Case Study: Night & Day, Manchester

Peter was instructed on behalf of the well-known grassroots live music venue, which had been served with an S80 Noise Abatement notice served by the Local Authority under the Environmental Protection Act 1990 for noise from music causing a Statutory Nuisance in the flat next door. This was appealed, and Peter conducted exhaustive monitoring to establish a robust acoustic baseline of operations over 30 events and prepared expert witness evidence.  He worked with Manchester Environmental Health to explore possible solutions, concluding that inadequate sound insulation limited what could be done. The technical evidence was of central importance in this landmark ruling, where the Best Practicable Means was eventually proven as a defence and the venue had the notice amended to include reasonably restricted levels. "This makes this the first effective licence to cause a statutory nuisance that I am aware of", said Peter. Although this effectively "sterilises" the residential use, turning back the clock to the time when it was a warehouse and no nuisance existed. Two cases were key to this decision, which were the Supreme Court rulings of Coventry v Lawrence [2015] and Fearn v Tate [2023] UKSC 4. The full judgement can be found below:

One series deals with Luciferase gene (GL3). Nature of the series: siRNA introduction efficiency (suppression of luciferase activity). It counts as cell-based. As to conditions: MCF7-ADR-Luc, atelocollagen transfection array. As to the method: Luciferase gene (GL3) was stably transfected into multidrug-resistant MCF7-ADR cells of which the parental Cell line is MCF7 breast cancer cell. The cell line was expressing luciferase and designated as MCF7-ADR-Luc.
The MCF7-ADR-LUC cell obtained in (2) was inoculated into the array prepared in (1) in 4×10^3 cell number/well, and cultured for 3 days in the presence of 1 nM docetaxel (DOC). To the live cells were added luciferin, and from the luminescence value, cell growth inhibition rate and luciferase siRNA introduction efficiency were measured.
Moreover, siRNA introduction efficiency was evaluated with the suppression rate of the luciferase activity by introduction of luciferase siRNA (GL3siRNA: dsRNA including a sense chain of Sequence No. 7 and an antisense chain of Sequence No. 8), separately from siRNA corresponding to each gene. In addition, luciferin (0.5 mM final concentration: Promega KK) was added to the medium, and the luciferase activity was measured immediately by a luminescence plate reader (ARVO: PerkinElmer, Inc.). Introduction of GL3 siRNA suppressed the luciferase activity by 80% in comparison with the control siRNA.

Lessons learnt: This is what happens when things go wrong at the planning stage - be warned. 

For similar help with top-notch expert support contact us, whether you are a venue wanting to protect your operation from encroaching residential development and making sure Agent of Change is being implemented, or a resident who needs a solution or to pursue a rouge developer. Contact Peter at  

An image of an omni-directional noise source set up on the stage of the Night and Day, Manchester. The image shows a dimly-lit stage with only a drumkit and the noise source

Case Study: Heaven Farm

Peter was instructed on behalf of a farm business that had an S80 Noise Abatement notice served by the Local Authority under the Environmental Protection Act 1990 for noise from music and people from wedding events, which was causing a Statutory Nuisance. This was appealed, and Peter was engaged quickly so that it could be demonstrated in subsequent events that it was possible to avoid a nuisance being caused. This avoided subsequent litigation and resulted in the Local Authority allowing an increase of events for a year, so the business to continue.